Prominent 19th-century art critic John Ruskin once proclaimed, “the woman’s intellect is not for invention or creation, but for sweet ordering, arrangement, and decision,” and traces of this misguided and malignant sentiment can still be found over a century later in art institutions around the world. A 2019 study found that “in the collections of eighteen major US art museums, 87 percent of artworks were by men, and 85 percent by white artists.” There’s a lot to be mad about, but London-based art historian Hessel nimbly pivots that energy into a constructive, revelatory project. This book is not a mere rebuttal to the aforementioned discrimination; deftly researched, the text reveals an alternate history of centuries of artistic movements. With palpable excitement, the author shifts the focus from widely known male participants to the unsung female players of the time. Art aficionados will delight in Hessel’s sleight of hand and marvel at her wide, inclusive reach. Spanning from Baroque art to the present day, she effortlessly removes “the clamour of men” and, in a series of short biographical profiles, shapes a historical arc that still feels grounded even without a familiar male presence. Art history must “reset,” Hessel writes, and she positions her book as an important first step in that reconfiguration. While the author progresses mostly movement by movement, her broader tangents are particularly profound. One of many highlights is a generous overview of queer artists of the Weimar era. Hessel is occasionally uneven with how much content she allots each artist, and some perfunctory profiles feel like the result of trying to highlight as many names as possible. Nonetheless, even the shortest gloss provides enough intrigue to be a successful introduction to an artist who might otherwise be forgotten.

An overdue upending of art historical discourse.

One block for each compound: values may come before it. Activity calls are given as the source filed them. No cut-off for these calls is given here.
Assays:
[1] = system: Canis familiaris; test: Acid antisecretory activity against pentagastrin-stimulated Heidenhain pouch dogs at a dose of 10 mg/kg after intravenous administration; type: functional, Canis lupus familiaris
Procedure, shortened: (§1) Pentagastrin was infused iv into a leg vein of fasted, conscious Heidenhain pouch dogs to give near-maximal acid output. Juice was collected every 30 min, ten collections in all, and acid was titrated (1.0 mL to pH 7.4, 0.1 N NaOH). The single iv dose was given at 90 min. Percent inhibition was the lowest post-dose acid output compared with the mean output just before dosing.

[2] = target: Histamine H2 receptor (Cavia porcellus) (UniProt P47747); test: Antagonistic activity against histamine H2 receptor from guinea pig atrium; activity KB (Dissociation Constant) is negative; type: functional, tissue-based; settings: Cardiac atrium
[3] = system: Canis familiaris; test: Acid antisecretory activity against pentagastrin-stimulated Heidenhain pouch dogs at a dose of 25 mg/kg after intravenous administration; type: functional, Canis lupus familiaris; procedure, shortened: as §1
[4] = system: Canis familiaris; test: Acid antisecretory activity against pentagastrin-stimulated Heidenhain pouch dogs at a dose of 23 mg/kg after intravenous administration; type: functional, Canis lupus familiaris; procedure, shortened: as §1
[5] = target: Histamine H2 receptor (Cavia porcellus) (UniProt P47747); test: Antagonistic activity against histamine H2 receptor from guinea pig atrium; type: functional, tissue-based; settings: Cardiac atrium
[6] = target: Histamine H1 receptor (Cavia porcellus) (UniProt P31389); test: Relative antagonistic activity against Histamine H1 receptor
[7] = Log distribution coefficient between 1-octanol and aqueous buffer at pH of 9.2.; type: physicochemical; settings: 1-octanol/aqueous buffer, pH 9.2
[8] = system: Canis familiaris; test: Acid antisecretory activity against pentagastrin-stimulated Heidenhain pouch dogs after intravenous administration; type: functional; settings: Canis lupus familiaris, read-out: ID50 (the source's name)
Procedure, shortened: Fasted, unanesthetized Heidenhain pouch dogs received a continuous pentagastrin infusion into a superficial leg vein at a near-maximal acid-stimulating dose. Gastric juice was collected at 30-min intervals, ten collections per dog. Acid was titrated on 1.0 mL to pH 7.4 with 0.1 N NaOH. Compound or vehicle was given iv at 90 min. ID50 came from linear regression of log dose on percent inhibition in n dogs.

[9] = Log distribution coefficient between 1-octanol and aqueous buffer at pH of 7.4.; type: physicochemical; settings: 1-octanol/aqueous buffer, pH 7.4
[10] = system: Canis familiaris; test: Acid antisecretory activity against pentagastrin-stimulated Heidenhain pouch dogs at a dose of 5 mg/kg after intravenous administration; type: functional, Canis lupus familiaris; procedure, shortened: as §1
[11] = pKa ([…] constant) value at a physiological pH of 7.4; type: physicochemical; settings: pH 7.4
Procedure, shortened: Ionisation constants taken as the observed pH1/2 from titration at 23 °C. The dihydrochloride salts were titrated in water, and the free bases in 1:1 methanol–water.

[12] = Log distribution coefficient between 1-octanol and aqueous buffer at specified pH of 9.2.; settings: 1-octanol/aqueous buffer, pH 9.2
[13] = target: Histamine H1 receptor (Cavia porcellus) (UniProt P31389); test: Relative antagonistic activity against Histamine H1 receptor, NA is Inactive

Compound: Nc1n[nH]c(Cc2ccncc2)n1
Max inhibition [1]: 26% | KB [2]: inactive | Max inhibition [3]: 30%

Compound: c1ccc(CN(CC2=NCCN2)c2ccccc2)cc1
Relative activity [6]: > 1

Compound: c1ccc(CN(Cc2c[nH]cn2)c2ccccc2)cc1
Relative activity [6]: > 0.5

Pub Date: May 2, 2023

ISBN: 9780393881868

Page Count: 512

Publisher: Norton

Review Posted Online: Feb. 16, 2023

Kirkus Reviews Issue: March 15, 2023


Occasionally wonky but overall a good case for how the dismal science can make the world less—well, dismal.

“Quality of life means more than just consumption”: Two MIT economists urge that a smarter, more politically aware economics be brought to bear on social issues.

It’s no secret, write Banerjee and Duflo (co-authors: Poor Economics: A Radical Rethinking of the Way To Fight Global Poverty, 2011), that “we seem to have fallen on hard times.” Immigration, trade, inequality, and taxation problems present themselves daily, and they seem to be intractable. Economics can be put to use in figuring out these big-issue questions. Data can be adduced, for example, to answer the question of whether immigration tends to suppress wages. The answer: “There is no evidence low-skilled migration to rich countries drives wage and employment down for the natives.” In fact, it opens up opportunities for those natives by freeing them to look for better work. The problem becomes thornier when it comes to the matter of free trade; as the authors observe, “left-behind people live in left-behind places,” which explains why regional poverty descended on Appalachia when so many manufacturing jobs left for China in the age of globalism, leaving behind not just left-behind people but also people ripe for exploitation by nationalist politicians. The authors add, interestingly, that the same thing occurred in parts of Germany, Spain, and Norway that fell victim to the “China shock.” In what they call a “slightly technical aside,” they build a case for addressing trade issues not with trade wars but with consumption taxes: “It makes no sense to ask agricultural workers to lose their jobs just so steelworkers can keep theirs, which is what tariffs accomplish.” Policymakers might want to consider such counsel, especially when it is coupled with the observation that free trade benefits workers in poor countries but punishes workers in rich ones.

Occasionally wonky but overall a good case for how the dismal science can make the world less—well, dismal.

Pub Date: Nov. 12, 2019

ISBN: 978-1-61039-950-0

Page Count: 432

Publisher: PublicAffairs

Review Posted Online: Aug. 28, 2019

Kirkus Reviews Issue: Sept. 15, 2019